DIRECTOR:                     GABRIEL AXEL
COUNTRY:                      SWEDEN 1987
CAST:                               Stephane Audran(Babette), Bodyl Kuer(Filippa), Brigitte Federspiel(Martine), Jarle Kuille (Lorens), Bibi Anderson
SUPER FEATURES:         Wonderful film.

Babette has been the wife (or mistress, the film does not clarify it) of a noble in France, whose life is in trouble due to the political situation that ever changed during the 1850's. And a famous musician takes a doctor mandated vacation to Sweden to get away from the pressures of the music scene, or to get away from the new government. In the place where he is, he meets two twin sisters that are the daughters of an old line minister whose work still lives on. One of the sisters has a magnificent voice, and the singer takes her on as a student, to try and develop her talent. But when she denies his request to travel with him, and tour with that wonderful voice, he lives back to France. A few years later, a woman is taken to the doorstep of the two sisters, with a message from the singer to take her own as she is a victim of another revolution. She becomes the maid of the house and does all the cooking.

As is befitting all hopefuls, she buys an occasional lottery ticket, and one day finds out that she has won. And she proceeds to set up a feast for everyone around. Her feast involves some of the delights which are afforded by an upper class, and the resident family and friends are somewhat anguished by what is being served. A special guest, a minister of something or other happens to come by. And he partakes in the meal. He is astounded at the service and the quality, which all the other members of the family are trying so hard to ignore, and avoid, but are eating so not to offend the cook, and the special moment which celebrates the spirit of the father of the twins.

For a simple film, with no great pretensions, to come off so well, and show up many others, is an accomplishment in itself. The film carries some outstanding acting, even if subdued by the sisters and the town residents so firmly entrenched in their religious fervor. And they partake in the meal, probably enjoying it, but not admitting it out in the open, lest they feel that they are offending the humble leader which taught them.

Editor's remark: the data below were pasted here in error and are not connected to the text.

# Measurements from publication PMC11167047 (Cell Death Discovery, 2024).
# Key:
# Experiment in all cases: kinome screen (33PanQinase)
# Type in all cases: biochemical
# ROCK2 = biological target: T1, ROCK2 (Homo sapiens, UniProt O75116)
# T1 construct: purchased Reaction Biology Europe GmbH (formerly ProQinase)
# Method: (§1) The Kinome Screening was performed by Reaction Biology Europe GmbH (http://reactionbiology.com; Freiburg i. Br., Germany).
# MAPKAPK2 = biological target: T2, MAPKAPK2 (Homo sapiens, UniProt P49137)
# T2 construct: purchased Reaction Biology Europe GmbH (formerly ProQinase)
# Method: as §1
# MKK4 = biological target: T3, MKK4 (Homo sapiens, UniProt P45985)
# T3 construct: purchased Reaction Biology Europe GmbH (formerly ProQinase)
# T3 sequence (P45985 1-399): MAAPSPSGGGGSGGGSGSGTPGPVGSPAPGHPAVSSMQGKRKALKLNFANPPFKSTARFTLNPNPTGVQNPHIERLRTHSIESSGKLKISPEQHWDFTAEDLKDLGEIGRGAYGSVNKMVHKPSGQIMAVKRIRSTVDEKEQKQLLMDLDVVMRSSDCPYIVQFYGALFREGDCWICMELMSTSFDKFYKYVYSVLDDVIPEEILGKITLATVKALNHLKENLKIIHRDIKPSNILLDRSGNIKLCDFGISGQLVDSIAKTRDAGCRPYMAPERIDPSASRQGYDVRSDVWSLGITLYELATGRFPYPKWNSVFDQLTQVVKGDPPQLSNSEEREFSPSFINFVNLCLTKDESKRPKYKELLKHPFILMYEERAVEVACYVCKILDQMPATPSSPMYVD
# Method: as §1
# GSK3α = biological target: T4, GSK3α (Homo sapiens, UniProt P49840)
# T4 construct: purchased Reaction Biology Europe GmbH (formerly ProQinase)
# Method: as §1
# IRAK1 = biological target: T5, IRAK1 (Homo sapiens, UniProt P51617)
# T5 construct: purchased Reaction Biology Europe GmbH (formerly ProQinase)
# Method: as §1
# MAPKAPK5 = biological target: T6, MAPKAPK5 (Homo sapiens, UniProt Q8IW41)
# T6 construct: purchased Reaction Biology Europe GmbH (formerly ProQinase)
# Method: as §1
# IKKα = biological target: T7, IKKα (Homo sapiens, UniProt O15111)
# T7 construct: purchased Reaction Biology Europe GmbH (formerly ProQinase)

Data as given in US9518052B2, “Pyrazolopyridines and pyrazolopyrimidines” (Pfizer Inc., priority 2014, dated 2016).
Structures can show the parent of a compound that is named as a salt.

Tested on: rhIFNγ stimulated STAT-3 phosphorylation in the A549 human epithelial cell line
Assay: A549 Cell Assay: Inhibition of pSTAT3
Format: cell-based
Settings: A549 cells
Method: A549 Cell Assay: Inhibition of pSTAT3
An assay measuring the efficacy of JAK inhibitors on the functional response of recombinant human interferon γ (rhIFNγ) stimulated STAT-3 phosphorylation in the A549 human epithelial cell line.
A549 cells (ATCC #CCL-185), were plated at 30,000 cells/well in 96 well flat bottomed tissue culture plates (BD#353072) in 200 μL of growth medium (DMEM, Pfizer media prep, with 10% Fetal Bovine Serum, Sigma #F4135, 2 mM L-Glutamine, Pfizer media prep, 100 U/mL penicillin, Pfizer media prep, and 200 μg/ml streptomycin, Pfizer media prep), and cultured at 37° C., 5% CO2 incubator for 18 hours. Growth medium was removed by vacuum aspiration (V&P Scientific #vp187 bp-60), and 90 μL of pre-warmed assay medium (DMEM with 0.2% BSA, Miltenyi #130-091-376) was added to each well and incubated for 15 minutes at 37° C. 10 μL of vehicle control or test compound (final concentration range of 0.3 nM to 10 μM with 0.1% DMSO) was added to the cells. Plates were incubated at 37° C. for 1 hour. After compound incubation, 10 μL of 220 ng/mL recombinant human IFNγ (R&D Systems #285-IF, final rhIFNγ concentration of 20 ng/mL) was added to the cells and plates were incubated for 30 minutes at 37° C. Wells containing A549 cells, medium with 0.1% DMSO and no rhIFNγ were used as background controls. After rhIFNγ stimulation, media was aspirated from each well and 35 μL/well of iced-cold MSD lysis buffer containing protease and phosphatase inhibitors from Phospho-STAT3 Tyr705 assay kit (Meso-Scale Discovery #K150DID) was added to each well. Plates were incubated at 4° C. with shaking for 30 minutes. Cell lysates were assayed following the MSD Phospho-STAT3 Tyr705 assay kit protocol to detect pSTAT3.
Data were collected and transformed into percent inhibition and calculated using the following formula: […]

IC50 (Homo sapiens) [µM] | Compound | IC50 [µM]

Babette spends all of her earnings to acquire the food, all fresh, and the special wines and desserts that go with it. The special guest, the minister, is astounded that he is eating such incredible food, which he had only tasted once in a particular restaurant in Paris, the suggestion being that Babette was the chef in that place.

An excellent film, with some rather profound moments, and sayings, to keep us entwined in its ideas, it is a bit slow, but it provides an exceptional showcase for all the actors. The film is softly directed, with no sweeping angles, or fast camera movement, in order to display the slow lifestyle which these people enjoy all year round.

This film won an Oscar for Best Foreign Film, and deservedly so. It has some very well done musical moments, showcasing some period music which was played in the french courts for the amusement of the kings, and the upper class, thanks to the lively Mr. Pappon, who is so happy to have found a wonderful voice to duet with, but saddened when he can not partake in the enjoyment of sharing that voice with another audience, other than a living room. In many ways, it is a statement that the best work is done in the privacy of our own spiritual work, rather than in the clubs, saloons, and concert halls. And it takes a special type of people not to share it with anyone else but their own kin. In an industrial society, we might say that this is foolish. But, even in the worst of times, in the wrong place, some wonderful things can happen.....

Check this film out. Very nice.





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